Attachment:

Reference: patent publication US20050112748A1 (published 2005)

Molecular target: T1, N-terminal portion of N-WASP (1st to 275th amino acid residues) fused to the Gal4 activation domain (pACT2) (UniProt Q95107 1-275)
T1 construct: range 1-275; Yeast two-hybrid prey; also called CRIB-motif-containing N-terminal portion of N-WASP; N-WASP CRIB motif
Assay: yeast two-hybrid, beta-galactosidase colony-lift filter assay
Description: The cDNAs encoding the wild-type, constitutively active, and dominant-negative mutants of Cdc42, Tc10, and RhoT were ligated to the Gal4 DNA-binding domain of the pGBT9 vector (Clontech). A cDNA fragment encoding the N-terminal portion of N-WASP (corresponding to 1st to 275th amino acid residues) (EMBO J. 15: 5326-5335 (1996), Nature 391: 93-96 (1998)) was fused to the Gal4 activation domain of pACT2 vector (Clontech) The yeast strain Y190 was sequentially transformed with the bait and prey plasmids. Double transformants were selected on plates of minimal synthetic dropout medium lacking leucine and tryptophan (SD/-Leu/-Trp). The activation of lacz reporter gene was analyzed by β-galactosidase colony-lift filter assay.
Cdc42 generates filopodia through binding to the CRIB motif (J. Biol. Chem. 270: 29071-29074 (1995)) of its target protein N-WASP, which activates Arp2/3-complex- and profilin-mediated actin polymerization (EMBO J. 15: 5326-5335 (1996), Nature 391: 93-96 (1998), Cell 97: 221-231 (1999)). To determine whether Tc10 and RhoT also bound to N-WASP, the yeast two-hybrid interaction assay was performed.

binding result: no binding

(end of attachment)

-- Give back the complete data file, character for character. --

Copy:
Reference: patent publication US20050112748A1 (published 2005)

Molecular target: T1, N-terminal portion of N-WASP (1st to 275th amino acid residues) fused to the Gal4 activation domain (pACT2) (UniProt Q95107 1-275)
T1 construct: range 1-275; Yeast two-hybrid prey; also called CRIB-motif-containing N-terminal portion of N-WASP; N-WASP CRIB motif
Assay: yeast two-hybrid, beta-galactosidase colony-lift filter assay
Description: The cDNAs encoding the wild-type, constitutively active, and dominant-negative mutants of Cdc42, Tc10, and RhoT were ligated to the Gal4 DNA-binding domain of the pGBT9 vector (Clontech). A cDNA fragment encoding the N-terminal portion of N-WASP (corresponding to 1st to 275th amino acid residues) (EMBO J. 15: 5326-5335 (1996), Nature 391: 93-96 (1998)) was fused to the Gal4 activation domain of pACT2 vector (Clontech) The yeast strain Y190 was sequentially transformed with the bait and prey plasmids. Double transformants were selected on plates of minimal synthetic dropout medium lacking leucine and tryptophan (SD/-Leu/-Trp). The activation of lacz reporter gene was analyzed by β-galactosidase colony-lift filter assay.
Cdc42 generates filopodia through binding to the CRIB motif (J. Biol. Chem. 270: 29071-29074 (1995)) of its target protein N-WASP, which activates Arp2/3-complex- and profilin-mediated actin polymerization (EMBO J. 15: 5326-5335 (1996), Nature 391: 93-96 (1998), Cell 97: 221-231 (1999)). To determine whether Tc10 and RhoT also bound to N-WASP, the yeast two-hybrid interaction assay was performed.

binding result: no binding